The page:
Book Review: Australia’s China odyssey: from euphoria to fear, by James Curran (UNSW Press, 2022)
December 2022 marks the 50th anniversary of Australia-China diplomatic relations and James Curran’s Australia’s China Odyssey provides an opportune moment to reflect on how and why we have arrived at this current juncture of bilateral relations. In many ways, as Curran succinctly documents the highs and lows of the relationship, the reader is challenged to take a deep look into the Australian psyche vis-à-vis China, and perhaps, the wider Asia-Pacific. Are we, as Australians, so narrow in our focus and mired in the politics of every day, so much so that we cannot increase our aperture when looking at China? That is, can we not see China beyond simply as a trade partner or national security threat?
Taking us behind the scenes to narrate the five decades of Australian prime ministers and their relationship with Chinese leaders, Curran provides a fascinating perspective on leaders’ outlook and foibles.
Yet inescapable in this the focus on individual personalities set within the broader context of war, alliances and modern history is to favour a story about men. Certainly, that is how most Western histories have evolved and oft-been told.
If we look at the gender ratio in key Australian government areas involved in Australia-China relations, for example, foreign affairs, defence and national security, women are underrepresented in the workforce. One glimmer of hope is that while women now have equal or near-equal representation in leadership positions in the Department of Foreign Affairs and Trade, the department has suffered considerable cuts under the previous Liberal Coalition governments. Thus, there are fewer opportunities for women in leadership in the areas of diplomacy as the department shrinks. Moreover, a 2019 Lowy Institute paper found that women were underrepresented across the Australian intelligence community, including at the senior executive levels where it was well below the Australian public service average of 45 per cent (in 2018).
If gender imbalance in Australia’s international relations sector is a historical and persistent problem, it is no surprise that the modern history of Australia-China relations privileges the male perspective.
Why is it important to have gender diversity – and for that matter, cultural and linguistic diversity – in Australia’s international relations sector and for Australia-China relations? The lack of diversity across key public and international facing institutions presents huge obstacles when addressing the complex nature of our relationship with China, let alone with the world. It leads one to question whether Australia’s China policy would have taken such a rapid securitisation outlook in recent years had the Australian intelligence community been more gender and culturally-diverse? And would we be left with this binary position: trade partner or security threat?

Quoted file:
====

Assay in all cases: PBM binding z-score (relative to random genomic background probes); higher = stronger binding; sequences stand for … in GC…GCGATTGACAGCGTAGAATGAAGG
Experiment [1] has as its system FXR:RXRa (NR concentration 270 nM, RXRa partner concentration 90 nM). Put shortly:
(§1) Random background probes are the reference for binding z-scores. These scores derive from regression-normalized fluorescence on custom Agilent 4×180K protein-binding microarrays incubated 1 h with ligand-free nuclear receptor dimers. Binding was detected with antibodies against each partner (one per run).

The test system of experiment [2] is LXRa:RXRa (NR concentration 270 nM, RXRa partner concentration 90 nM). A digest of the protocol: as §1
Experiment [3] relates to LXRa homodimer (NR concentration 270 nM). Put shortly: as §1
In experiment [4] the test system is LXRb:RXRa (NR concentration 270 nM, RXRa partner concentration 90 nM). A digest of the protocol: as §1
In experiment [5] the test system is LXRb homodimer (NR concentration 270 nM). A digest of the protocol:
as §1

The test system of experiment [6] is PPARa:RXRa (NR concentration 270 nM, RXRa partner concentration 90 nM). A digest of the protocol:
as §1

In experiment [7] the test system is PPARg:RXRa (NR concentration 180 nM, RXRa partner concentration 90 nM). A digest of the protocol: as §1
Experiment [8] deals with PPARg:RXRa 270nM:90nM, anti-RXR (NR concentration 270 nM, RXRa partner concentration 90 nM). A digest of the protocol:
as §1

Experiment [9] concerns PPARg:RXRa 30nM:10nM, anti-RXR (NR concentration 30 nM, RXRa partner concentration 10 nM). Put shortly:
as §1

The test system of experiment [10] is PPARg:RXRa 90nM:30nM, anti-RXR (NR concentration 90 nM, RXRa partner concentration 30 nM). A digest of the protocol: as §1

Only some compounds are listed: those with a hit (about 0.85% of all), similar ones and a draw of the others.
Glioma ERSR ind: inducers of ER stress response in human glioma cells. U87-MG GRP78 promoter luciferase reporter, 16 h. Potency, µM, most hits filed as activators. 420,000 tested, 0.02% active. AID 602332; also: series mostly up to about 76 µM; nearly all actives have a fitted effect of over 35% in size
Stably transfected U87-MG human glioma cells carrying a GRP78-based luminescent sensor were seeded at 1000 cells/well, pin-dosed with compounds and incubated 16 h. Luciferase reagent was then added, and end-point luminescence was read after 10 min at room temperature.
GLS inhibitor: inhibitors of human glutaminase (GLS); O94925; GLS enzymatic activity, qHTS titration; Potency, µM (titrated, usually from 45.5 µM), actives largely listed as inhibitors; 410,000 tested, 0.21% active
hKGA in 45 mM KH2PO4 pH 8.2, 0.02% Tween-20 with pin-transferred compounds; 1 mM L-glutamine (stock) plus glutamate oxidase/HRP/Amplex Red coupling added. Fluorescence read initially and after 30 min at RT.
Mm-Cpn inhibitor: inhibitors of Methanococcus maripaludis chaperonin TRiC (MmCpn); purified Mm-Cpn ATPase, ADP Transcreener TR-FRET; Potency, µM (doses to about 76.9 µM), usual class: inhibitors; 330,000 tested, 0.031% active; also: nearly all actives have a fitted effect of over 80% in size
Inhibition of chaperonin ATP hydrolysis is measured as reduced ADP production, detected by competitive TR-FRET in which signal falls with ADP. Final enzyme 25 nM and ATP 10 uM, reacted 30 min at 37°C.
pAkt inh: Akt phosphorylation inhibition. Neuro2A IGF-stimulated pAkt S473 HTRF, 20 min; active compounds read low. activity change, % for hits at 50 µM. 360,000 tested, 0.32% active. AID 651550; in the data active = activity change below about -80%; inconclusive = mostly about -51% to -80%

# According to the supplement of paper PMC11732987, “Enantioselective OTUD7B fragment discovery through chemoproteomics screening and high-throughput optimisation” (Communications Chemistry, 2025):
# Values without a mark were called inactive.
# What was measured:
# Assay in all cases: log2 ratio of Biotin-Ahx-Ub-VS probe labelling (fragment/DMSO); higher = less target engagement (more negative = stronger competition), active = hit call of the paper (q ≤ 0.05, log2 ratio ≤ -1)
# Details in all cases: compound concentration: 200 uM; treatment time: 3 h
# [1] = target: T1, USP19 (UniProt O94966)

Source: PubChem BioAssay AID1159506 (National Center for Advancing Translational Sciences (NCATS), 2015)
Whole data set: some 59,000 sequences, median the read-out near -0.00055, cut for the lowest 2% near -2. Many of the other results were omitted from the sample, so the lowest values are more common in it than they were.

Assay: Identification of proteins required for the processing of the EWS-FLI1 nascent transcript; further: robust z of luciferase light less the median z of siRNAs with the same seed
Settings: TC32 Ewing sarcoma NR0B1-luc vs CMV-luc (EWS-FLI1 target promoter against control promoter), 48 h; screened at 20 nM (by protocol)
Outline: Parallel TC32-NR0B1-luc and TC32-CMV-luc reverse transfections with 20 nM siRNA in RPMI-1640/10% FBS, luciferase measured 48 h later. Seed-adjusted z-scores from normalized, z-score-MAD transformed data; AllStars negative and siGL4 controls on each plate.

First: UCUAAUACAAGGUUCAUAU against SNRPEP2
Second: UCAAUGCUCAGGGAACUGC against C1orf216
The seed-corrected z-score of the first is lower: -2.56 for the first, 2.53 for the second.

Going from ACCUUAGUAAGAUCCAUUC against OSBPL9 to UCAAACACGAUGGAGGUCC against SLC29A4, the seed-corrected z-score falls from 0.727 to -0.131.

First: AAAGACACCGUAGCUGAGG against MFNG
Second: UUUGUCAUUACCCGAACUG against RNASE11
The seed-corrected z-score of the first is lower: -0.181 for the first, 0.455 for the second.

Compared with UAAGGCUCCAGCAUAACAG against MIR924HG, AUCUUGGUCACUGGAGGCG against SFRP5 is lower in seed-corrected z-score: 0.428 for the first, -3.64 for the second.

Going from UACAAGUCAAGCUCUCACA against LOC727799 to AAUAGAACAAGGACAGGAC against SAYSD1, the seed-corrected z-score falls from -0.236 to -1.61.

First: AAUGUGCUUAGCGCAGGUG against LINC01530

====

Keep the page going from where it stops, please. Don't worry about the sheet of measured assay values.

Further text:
Diversity in these key intelligence institutions can create “a synergy of different perspectives” to address complex problems. Diversity will also increase a greater range of hypotheses and potential policy interventions.
We may dabble in hypotheticals as to what may have been, but Curran’s portrayal of Australian prime ministers does indicate that Australia’s relationship with China is in some ways shaped by the rapport between the countries’ two leaders. The warmth and friendship struck between Bob Hawke and two Chinese leaders, Hu Yaobang and Zhao Ziyang, is extraordinary and unimaginable today.
Curran quotes from Julia Gillard’s memoirs to show how she approached bilateral relations: “at the end of the day,” Gillard writes, “for all the machinery, doctrine, commentary and academic debate that swirls around foreign policy, in execution it is two or more individuals, leaders of nations, coming together to see if they can find common accord.” If we use such measures to assess the outlook of Australia-China relations, we would be hard-pressed to find much of a silver lining. Compared to his predecessors, Xi Jinping lacks the depth and character seen in Jiang Zemin, for example, where Jiang’s love for spontaneous singing and performing is well-documented.
Australia cannot return to the halcyon days of the late 1980s to mid-2000s of Australia-China relations, despite the interruption of Tiananmen Square massacre of 1989. But would Australia want to when the euphoria of those two decades was solidly rooted in the booming trade between the two countries? Surely for the longevity of any relationship, it must expand to more than just a single issue of commonality. And this is perhaps where the earlier focus on trade has sucked out much of the oxygen that could have been diverted to nurturing other areas to ground the relationship. In areas of people-to-people cooperation, such as supporting the international Chinese student community in Australia beyond the university is sorely lacking, highlighted by the pandemic.
The outlook for Australia-China relations will tread a certain path given as Curran notes “Canberra is tightly tucked into the blanketing embrace of US Asia policy” where now much of Australia’s China policy is refracted through the US-China lens. While the Labor government has recently changed the tone on Australia’s diplomatic engagement with China, it is still very much influenced by the “same senior intelligence and defence officials who have dominated Australia’s policy response to China” as Curran writes. That is, a select group of officials lacking gender or cultural and linguistic diversity will likely commit Australia down the same well-worn path of trade versus security with little imagination to push other areas of bilateral relations.